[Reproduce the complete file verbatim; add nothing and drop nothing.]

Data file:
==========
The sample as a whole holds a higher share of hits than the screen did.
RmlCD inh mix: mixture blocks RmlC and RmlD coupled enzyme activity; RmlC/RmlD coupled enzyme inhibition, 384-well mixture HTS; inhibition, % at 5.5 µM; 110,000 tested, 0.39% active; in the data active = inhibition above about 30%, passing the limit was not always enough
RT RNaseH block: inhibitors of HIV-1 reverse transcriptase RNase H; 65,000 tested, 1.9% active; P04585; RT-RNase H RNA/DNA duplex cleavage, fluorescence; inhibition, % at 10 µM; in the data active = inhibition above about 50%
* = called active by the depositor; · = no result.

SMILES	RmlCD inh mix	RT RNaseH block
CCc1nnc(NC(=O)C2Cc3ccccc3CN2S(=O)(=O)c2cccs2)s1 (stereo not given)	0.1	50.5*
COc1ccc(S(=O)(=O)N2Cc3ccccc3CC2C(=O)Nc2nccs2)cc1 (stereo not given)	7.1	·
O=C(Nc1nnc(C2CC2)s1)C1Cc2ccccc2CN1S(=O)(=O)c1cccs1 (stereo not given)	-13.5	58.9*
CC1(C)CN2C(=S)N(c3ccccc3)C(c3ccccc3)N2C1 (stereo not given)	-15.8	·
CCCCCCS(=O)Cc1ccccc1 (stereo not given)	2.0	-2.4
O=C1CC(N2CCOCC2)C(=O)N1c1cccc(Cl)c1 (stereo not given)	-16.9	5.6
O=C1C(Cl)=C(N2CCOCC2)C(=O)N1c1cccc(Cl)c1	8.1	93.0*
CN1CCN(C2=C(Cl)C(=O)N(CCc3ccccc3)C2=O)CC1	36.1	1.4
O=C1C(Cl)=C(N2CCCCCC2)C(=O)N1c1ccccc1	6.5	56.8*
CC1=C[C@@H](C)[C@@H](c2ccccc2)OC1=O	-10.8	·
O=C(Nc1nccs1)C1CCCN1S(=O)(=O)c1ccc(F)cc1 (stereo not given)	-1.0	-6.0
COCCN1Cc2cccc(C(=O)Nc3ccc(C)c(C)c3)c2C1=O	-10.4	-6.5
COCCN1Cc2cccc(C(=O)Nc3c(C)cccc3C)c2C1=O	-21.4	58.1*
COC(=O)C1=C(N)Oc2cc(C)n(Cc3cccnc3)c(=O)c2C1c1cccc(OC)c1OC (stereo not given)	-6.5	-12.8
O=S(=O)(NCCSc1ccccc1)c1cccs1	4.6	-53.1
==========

The sample as a whole holds a higher share of hits than the screen did.
RmlCD inh mix: mixture blocks RmlC and RmlD coupled enzyme activity; RmlC/RmlD coupled enzyme inhibition, 384-well mixture HTS; inhibition, % at 5.5 µM; 110,000 tested, 0.39% active; in the data active = inhibition above about 30%, passing the limit was not always enough
RT RNaseH block: inhibitors of HIV-1 reverse transcriptase RNase H; 65,000 tested, 1.9% active; P04585; RT-RNase H RNA/DNA duplex cleavage, fluorescence; inhibition, % at 10 µM; in the data active = inhibition above about 50%
* = called active by the depositor; · = no result.

SMILES	RmlCD inh mix	RT RNaseH block
CCc1nnc(NC(=O)C2Cc3ccccc3CN2S(=O)(=O)c2cccs2)s1 (stereo not given)	0.1	50.5*
COc1ccc(S(=O)(=O)N2Cc3ccccc3CC2C(=O)Nc2nccs2)cc1 (stereo not given)	7.1	·
O=C(Nc1nnc(C2CC2)s1)C1Cc2ccccc2CN1S(=O)(=O)c1cccs1 (stereo not given)	-13.5	58.9*
CC1(C)CN2C(=S)N(c3ccccc3)C(c3ccccc3)N2C1 (stereo not given)	-15.8	·
CCCCCCS(=O)Cc1ccccc1 (stereo not given)	2.0	-2.4
O=C1CC(N2CCOCC2)C(=O)N1c1cccc(Cl)c1 (stereo not given)	-16.9	5.6
O=C1C(Cl)=C(N2CCOCC2)C(=O)N1c1cccc(Cl)c1	8.1	93.0*
CN1CCN(C2=C(Cl)C(=O)N(CCc3ccccc3)C2=O)CC1	36.1	1.4
O=C1C(Cl)=C(N2CCCCCC2)C(=O)N1c1ccccc1	6.5	56.8*
CC1=C[C@@H](C)[C@@H](c2ccccc2)OC1=O	-10.8	·
O=C(Nc1nccs1)C1CCCN1S(=O)(=O)c1ccc(F)cc1 (stereo not given)	-1.0	-6.0
COCCN1Cc2cccc(C(=O)Nc3ccc(C)c(C)c3)c2C1=O	-10.4	-6.5
COCCN1Cc2cccc(C(=O)Nc3c(C)cccc3C)c2C1=O	-21.4	58.1*
COC(=O)C1=C(N)Oc2cc(C)n(Cc3cccnc3)c(=O)c2C1c1cccc(OC)c1OC (stereo not given)	-6.5	-12.8
O=S(=O)(NCCSc1ccccc1)c1cccs1	4.6	-53.1